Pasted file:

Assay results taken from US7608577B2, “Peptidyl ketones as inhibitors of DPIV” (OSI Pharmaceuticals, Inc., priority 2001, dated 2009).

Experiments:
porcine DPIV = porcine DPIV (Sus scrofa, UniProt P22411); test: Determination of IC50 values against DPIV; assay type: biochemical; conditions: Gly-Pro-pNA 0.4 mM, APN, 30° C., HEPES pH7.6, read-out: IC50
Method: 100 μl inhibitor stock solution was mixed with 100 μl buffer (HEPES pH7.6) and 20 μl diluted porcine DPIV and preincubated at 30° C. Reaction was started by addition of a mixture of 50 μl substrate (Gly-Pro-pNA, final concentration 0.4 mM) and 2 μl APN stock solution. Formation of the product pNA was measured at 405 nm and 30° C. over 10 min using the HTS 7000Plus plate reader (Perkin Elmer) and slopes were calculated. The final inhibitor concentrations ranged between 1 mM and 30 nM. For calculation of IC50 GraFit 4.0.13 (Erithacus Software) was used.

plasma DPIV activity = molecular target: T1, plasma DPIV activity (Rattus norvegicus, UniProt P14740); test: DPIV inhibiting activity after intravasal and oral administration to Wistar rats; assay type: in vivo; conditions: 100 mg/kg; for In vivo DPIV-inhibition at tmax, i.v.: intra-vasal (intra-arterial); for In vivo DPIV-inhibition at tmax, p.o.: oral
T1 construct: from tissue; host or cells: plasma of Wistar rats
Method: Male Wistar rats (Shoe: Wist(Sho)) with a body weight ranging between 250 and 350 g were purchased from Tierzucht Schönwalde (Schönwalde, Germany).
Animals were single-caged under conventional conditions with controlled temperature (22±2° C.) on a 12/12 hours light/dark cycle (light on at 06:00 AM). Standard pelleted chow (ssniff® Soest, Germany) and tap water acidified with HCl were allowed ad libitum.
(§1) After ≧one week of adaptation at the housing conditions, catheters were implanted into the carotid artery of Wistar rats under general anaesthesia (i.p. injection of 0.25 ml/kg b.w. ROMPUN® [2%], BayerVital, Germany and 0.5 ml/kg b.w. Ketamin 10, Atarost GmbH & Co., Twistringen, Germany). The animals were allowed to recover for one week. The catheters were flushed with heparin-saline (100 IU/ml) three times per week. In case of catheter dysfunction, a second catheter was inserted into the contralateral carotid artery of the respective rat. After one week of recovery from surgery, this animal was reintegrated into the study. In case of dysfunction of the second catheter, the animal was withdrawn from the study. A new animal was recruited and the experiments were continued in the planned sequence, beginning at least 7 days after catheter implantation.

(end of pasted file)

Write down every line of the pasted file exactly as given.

Assay results taken from US7608577B2, “Peptidyl ketones as inhibitors of DPIV” (OSI Pharmaceuticals, Inc., priority 2001, dated 2009).

Experiments:
porcine DPIV = porcine DPIV (Sus scrofa, UniProt P22411); test: Determination of IC50 values against DPIV; assay type: biochemical; conditions: Gly-Pro-pNA 0.4 mM, APN, 30° C., HEPES pH7.6, read-out: IC50
Method: 100 μl inhibitor stock solution was mixed with 100 μl buffer (HEPES pH7.6) and 20 μl diluted porcine DPIV and preincubated at 30° C. Reaction was started by addition of a mixture of 50 μl substrate (Gly-Pro-pNA, final concentration 0.4 mM) and 2 μl APN stock solution. Formation of the product pNA was measured at 405 nm and 30° C. over 10 min using the HTS 7000Plus plate reader (Perkin Elmer) and slopes were calculated. The final inhibitor concentrations ranged between 1 mM and 30 nM. For calculation of IC50 GraFit 4.0.13 (Erithacus Software) was used.

plasma DPIV activity = molecular target: T1, plasma DPIV activity (Rattus norvegicus, UniProt P14740); test: DPIV inhibiting activity after intravasal and oral administration to Wistar rats; assay type: in vivo; conditions: 100 mg/kg; for In vivo DPIV-inhibition at tmax, i.v.: intra-vasal (intra-arterial); for In vivo DPIV-inhibition at tmax, p.o.: oral
T1 construct: from tissue; host or cells: plasma of Wistar rats
Method: Male Wistar rats (Shoe: Wist(Sho)) with a body weight ranging between 250 and 350 g were purchased from Tierzucht Schönwalde (Schönwalde, Germany).
Animals were single-caged under conventional conditions with controlled temperature (22±2° C.) on a 12/12 hours light/dark cycle (light on at 06:00 AM). Standard pelleted chow (ssniff® Soest, Germany) and tap water acidified with HCl were allowed ad libitum.
(§1) After ≧one week of adaptation at the housing conditions, catheters were implanted into the carotid artery of Wistar rats under general anaesthesia (i.p. injection of 0.25 ml/kg b.w. ROMPUN® [2%], BayerVital, Germany and 0.5 ml/kg b.w. Ketamin 10, Atarost GmbH & Co., Twistringen, Germany). The animals were allowed to recover for one week. The catheters were flushed with heparin-saline (100 IU/ml) three times per week. In case of catheter dysfunction, a second catheter was inserted into the contralateral carotid artery of the respective rat. After one week of recovery from surgery, this animal was reintegrated into the study. In case of dysfunction of the second catheter, the animal was withdrawn from the study. A new animal was recruited and the experiments were continued in the planned sequence, beginning at least 7 days after catheter implantation.